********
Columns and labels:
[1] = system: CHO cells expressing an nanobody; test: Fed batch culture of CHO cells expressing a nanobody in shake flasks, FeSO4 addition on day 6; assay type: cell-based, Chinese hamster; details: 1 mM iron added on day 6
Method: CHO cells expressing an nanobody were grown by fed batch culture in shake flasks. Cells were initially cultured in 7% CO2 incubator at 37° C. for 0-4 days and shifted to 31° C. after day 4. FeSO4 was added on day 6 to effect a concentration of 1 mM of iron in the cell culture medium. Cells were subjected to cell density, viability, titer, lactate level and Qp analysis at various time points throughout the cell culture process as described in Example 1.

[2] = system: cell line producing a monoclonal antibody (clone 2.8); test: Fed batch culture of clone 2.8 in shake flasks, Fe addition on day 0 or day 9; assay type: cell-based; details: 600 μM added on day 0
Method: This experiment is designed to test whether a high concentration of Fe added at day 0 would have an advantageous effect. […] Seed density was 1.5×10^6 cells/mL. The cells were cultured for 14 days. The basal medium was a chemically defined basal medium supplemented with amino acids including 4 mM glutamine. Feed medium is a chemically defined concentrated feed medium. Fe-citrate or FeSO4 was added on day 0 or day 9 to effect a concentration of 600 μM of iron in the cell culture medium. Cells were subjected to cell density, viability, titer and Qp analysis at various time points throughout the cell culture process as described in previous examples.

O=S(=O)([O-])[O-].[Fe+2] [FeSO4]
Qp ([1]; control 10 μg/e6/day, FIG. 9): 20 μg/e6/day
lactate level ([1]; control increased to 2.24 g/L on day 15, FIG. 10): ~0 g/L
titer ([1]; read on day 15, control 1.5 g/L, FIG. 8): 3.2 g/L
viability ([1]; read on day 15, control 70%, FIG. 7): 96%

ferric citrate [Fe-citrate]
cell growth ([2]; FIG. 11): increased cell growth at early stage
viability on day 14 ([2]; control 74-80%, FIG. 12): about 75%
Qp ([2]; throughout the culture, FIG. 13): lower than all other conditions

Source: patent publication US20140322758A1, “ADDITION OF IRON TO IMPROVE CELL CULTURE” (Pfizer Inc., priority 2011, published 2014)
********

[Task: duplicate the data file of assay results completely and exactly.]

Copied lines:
Columns and labels:
[1] = system: CHO cells expressing an nanobody; test: Fed batch culture of CHO cells expressing a nanobody in shake flasks, FeSO4 addition on day 6; assay type: cell-based, Chinese hamster; details: 1 mM iron added on day 6
Method: CHO cells expressing an nanobody were grown by fed batch culture in shake flasks. Cells were initially cultured in 7% CO2 incubator at 37° C. for 0-4 days and shifted to 31° C. after day 4. FeSO4 was added on day 6 to effect a concentration of 1 mM of iron in the cell culture medium. Cells were subjected to cell density, viability, titer, lactate level and Qp analysis at various time points throughout the cell culture process as described in Example 1.

[2] = system: cell line producing a monoclonal antibody (clone 2.8); test: Fed batch culture of clone 2.8 in shake flasks, Fe addition on day 0 or day 9; assay type: cell-based; details: 600 μM added on day 0
Method: This experiment is designed to test whether a high concentration of Fe added at day 0 would have an advantageous effect. […] Seed density was 1.5×10^6 cells/mL. The cells were cultured for 14 days. The basal medium was a chemically defined basal medium supplemented with amino acids including 4 mM glutamine. Feed medium is a chemically defined concentrated feed medium. Fe-citrate or FeSO4 was added on day 0 or day 9 to effect a concentration of 600 μM of iron in the cell culture medium. Cells were subjected to cell density, viability, titer and Qp analysis at various time points throughout the cell culture process as described in previous examples.

O=S(=O)([O-])[O-].[Fe+2] [FeSO4]
Qp ([1]; control 10 μg/e6/day, FIG. 9): 20 μg/e6/day
lactate level ([1]; control increased to 2.24 g/L on day 15, FIG. 10): ~0 g/L
titer ([1]; read on day 15, control 1.5 g/L, FIG. 8): 3.2 g/L
viability ([1]; read on day 15, control 70%, FIG. 7): 96%

ferric citrate [Fe-citrate]
cell growth ([2]; FIG. 11): increased cell growth at early stage
viability on day 14 ([2]; control 74-80%, FIG. 12): about 75%
Qp ([2]; throughout the culture, FIG. 13): lower than all other conditions

Source: patent publication US20140322758A1, “ADDITION OF IRON TO IMPROVE CELL CULTURE” (Pfizer Inc., priority 2011, published 2014)